Center for Protein Folding Machinery

Research Mission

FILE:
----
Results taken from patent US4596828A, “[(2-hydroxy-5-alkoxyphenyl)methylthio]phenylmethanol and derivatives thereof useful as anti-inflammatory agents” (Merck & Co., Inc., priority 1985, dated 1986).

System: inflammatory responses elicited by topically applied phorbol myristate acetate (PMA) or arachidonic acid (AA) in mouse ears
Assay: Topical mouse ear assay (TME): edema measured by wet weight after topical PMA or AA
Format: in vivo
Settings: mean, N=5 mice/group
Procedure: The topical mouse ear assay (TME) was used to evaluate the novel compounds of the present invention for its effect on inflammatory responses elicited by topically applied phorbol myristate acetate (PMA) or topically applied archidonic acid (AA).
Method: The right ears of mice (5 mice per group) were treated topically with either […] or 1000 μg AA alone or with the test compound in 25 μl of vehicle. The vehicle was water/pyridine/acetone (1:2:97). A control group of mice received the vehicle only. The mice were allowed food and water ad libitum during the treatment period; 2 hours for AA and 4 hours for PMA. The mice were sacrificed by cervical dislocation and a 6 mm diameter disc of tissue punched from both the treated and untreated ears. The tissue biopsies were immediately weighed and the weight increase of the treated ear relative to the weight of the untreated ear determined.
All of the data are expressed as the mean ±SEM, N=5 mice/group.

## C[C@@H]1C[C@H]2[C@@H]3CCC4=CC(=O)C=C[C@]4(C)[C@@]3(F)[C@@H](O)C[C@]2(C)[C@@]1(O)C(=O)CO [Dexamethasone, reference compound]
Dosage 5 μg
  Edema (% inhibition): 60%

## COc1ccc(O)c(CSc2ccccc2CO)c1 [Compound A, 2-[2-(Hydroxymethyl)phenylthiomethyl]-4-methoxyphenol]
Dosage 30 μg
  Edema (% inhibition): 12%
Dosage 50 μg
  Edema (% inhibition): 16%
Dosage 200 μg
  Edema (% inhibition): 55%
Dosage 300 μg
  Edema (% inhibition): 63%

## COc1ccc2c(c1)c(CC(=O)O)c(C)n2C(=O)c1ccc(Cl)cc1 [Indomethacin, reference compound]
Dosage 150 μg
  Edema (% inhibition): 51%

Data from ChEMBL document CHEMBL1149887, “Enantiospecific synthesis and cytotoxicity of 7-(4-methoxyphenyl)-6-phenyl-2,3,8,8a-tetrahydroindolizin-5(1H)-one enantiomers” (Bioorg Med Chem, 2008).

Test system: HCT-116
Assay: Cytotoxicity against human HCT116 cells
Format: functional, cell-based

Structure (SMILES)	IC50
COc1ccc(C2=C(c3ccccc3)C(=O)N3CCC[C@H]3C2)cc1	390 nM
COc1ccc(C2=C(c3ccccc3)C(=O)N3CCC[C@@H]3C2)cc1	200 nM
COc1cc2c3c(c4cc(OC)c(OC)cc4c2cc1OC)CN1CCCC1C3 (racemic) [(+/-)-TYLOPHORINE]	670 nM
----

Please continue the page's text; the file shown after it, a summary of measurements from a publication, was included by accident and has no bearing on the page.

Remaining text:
The chaperonin TRiC is a protein folding nanomachine necessary for the growth of all eukaryotic cells. The protein substrates of this barrel-shaped 16-subunit nanomachine include actins, tubulins, and tumor suppressor proteins. Similarly to its archaeal homolog Mm-cpn, it couples ATP hydrolysis to internalization, folding, and release of newly synthesized polypeptide chains. The folding cycle includes opening and closing of a built-in lid of the chaperonin critical for binding and release. Our Nanomedicine Development Center (NDC) will extend and integrate the current techniques in electron cryomicroscopy, single-molecule imaging, computational biology, and X-ray crystallography to quantify the chaperonin subunit conformations and dynamics as well as the protein folding intermediates bound within the chaperonin cavity. The marriage of these advanced technologies will allow us to visualize chaperonin machinery functioning not only in vitro but also within cells. Building on a more comprehensive and quantitative description of these protein folding nanomachines, we will engineer modified chaperonins to provide a novel therapeutic tool for inhibiting and promoting the folding of selected proteins whose misfolding or aggregation are associated with human diseases. These proteins include actin, tumor suppressor proteins p53 and Von Hippel Lindau, the aggregating A-beta peptide and the cataract related lens protein, γ-crystallin. Through visualizing conformations and sites in which these chains are folded by the chaperonin, together with their experimentally observed and computed dynamics, we will also design novel substrates that will be folded efficiently in the naturally occurring or newly engineered chaperonin, opening new avenues in protein design. The corresponding approaches will include design of adaptor peptides for modifying the substrates or chaperonins to enhance or inhibit substrate-chaperone interactions. We have assembled a team of 15 investigators from 6 institutions with expertise in chaperones, protein folding, electron cryomicroscopy, computer simulation and modeling, X-ray crystallography, single-molecule imaging and trapping, and clinical research. We will work together in developing a strategic set of experimental and computational tools that will enable characterization of biological nanomachines, both in vitro and in vivo. We will interact with complementary expertise of other NDC in synthetic chemistry and fluorescence technologies. Our Center can be a critical resource to other NDC who need assistance in solving protein folding and aggregation problems. Our clinical investigators will contribute to the design of pilot studies for therapeutic applications in cell culture models of disease states. We also plan new educational tools via virtual courses in design and application of biological nanomachines, aimed at bridging the gap between biology and mechanical engineering for students in our 6 participating institutions. Finally, the organization, collaborations and communications in our NDC exemplify the 21st century goal of conducting interdisciplinary research via new mechanisms of data sharing and analysis.